Emotion in robot cultures Cultural models of affect in social robot design
This paper shows how cultural models relating to the display, perception, and experience of emotion are reflected in social robot design through a comparative analysis of social robotics in Japan and the US. A more implicit approach to emotional expression in Japanese robotics is related to community-oriented social practices and existing cultural forms such as Noh theatre, which encourages situational interpretation of neutral facial expressions, and interdependent notions of self. Western robot designs, in contrast, display more explicit expressions of emotion that may be related to an independent definition of the self. I review the literature on cultural models of affect to identify relevant themes, which I use to analyze historical and contemporary uses of cultural models in technology design. I conclude by suggesting possible research directions and design implications for cross-cultural robotics. By tracing particular cultural models of affect as they are embodied in technological artifacts, we gain a new perspective on the repeated assembly of culture through technology.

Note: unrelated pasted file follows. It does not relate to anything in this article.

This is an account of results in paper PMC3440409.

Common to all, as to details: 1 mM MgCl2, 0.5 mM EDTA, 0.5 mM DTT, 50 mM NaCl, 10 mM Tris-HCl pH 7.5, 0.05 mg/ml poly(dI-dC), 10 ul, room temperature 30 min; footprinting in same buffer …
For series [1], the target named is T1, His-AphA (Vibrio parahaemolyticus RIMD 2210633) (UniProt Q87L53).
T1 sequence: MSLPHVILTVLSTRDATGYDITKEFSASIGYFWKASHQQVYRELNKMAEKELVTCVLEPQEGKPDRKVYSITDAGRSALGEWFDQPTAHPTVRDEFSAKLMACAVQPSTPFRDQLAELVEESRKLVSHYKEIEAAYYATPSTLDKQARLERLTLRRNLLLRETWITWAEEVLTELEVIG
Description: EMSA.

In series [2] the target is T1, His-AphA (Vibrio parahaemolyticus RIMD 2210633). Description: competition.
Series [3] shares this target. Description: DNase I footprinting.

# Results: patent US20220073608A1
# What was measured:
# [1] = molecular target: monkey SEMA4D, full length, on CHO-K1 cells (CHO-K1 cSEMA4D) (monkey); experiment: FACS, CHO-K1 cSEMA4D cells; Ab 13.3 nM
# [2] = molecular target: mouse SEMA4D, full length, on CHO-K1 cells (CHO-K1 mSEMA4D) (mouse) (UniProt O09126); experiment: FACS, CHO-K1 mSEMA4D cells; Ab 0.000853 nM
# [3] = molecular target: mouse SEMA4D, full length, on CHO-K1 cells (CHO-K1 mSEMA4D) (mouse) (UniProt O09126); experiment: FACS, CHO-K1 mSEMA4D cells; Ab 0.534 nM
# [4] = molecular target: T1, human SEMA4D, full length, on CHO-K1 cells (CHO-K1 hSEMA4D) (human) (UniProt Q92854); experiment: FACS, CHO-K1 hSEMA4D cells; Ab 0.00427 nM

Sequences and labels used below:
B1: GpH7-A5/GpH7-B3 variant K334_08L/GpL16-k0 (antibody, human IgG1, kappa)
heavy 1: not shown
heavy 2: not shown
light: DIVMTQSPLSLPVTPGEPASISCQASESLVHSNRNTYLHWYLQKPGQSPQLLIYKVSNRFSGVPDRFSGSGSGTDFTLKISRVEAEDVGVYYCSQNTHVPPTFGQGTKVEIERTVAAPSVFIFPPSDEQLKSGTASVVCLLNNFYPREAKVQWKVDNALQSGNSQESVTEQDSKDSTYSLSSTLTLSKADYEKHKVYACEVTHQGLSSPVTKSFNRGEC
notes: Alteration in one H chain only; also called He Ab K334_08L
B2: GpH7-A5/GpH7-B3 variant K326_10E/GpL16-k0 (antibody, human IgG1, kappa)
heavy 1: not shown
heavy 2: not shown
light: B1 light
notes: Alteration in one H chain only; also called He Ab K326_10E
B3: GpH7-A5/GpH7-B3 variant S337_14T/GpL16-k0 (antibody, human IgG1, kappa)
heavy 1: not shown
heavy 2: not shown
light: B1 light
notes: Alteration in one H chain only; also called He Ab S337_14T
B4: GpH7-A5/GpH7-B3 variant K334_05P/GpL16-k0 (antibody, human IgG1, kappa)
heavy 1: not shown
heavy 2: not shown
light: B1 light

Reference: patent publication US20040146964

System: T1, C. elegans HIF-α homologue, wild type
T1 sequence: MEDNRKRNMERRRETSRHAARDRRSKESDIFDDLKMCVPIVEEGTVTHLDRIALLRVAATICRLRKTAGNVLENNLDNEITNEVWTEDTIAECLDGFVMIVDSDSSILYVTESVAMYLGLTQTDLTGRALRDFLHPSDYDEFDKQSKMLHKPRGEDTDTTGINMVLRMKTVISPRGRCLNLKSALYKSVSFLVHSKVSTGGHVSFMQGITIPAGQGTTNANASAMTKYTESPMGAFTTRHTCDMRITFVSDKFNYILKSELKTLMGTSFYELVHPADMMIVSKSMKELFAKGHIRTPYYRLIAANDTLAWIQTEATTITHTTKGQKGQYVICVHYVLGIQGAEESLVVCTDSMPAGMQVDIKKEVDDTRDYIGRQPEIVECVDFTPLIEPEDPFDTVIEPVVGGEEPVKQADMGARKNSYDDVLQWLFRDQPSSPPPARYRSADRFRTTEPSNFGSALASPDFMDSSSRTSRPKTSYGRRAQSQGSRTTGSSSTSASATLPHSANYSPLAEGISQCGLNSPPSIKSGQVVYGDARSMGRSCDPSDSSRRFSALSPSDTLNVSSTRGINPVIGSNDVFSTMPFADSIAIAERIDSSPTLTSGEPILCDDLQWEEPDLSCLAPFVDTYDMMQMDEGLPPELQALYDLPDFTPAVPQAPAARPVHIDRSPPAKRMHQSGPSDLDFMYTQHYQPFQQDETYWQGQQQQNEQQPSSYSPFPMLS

Cultural models, social robotics, affective design, comparative analysis